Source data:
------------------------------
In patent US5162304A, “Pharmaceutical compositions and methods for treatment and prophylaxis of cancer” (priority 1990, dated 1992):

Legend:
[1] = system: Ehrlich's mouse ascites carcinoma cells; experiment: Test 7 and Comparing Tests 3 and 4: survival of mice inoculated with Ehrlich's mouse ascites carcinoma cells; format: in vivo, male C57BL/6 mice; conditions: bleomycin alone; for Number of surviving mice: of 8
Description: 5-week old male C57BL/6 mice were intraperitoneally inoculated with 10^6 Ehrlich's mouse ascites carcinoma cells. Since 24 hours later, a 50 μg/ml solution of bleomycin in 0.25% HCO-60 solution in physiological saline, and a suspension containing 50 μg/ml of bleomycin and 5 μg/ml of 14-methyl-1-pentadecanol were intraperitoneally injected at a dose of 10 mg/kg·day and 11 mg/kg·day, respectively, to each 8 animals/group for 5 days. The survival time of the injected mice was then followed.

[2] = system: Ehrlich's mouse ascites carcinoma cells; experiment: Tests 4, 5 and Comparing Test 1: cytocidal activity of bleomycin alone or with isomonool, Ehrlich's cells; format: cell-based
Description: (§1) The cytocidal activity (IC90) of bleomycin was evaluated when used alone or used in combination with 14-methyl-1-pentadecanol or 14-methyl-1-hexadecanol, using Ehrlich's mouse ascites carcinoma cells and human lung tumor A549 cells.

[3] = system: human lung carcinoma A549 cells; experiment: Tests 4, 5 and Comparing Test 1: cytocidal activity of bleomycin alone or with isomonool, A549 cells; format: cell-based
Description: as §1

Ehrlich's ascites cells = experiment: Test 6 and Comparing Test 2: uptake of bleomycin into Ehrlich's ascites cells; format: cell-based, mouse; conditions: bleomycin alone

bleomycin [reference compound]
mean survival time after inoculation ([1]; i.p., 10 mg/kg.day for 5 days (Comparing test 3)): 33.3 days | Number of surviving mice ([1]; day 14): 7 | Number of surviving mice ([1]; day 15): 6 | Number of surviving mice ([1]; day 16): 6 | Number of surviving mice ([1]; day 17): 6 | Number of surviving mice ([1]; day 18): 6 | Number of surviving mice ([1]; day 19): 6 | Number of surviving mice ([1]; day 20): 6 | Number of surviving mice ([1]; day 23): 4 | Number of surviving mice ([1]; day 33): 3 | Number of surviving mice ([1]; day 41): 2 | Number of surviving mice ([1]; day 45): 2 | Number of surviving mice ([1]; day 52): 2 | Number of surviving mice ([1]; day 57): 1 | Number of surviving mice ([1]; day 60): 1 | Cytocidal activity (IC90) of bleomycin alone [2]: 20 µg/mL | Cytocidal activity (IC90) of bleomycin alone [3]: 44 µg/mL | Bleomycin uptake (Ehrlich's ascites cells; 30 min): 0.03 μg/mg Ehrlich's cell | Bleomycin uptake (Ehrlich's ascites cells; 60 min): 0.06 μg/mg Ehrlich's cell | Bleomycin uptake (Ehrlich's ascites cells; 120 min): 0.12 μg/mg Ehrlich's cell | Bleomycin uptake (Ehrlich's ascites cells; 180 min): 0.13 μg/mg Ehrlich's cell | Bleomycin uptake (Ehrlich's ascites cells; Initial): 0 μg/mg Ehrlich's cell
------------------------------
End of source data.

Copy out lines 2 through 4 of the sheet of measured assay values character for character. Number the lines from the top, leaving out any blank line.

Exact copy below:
Legend:
[1] = system: Ehrlich's mouse ascites carcinoma cells; experiment: Test 7 and Comparing Tests 3 and 4: survival of mice inoculated with Ehrlich's mouse ascites carcinoma cells; format: in vivo, male C57BL/6 mice; conditions: bleomycin alone; for Number of surviving mice: of 8
Description: 5-week old male C57BL/6 mice were intraperitoneally inoculated with 10^6 Ehrlich's mouse ascites carcinoma cells. Since 24 hours later, a 50 μg/ml solution of bleomycin in 0.25% HCO-60 solution in physiological saline, and a suspension containing 50 μg/ml of bleomycin and 5 μg/ml of 14-methyl-1-pentadecanol were intraperitoneally injected at a dose of 10 mg/kg·day and 11 mg/kg·day, respectively, to each 8 animals/group for 5 days. The survival time of the injected mice was then followed.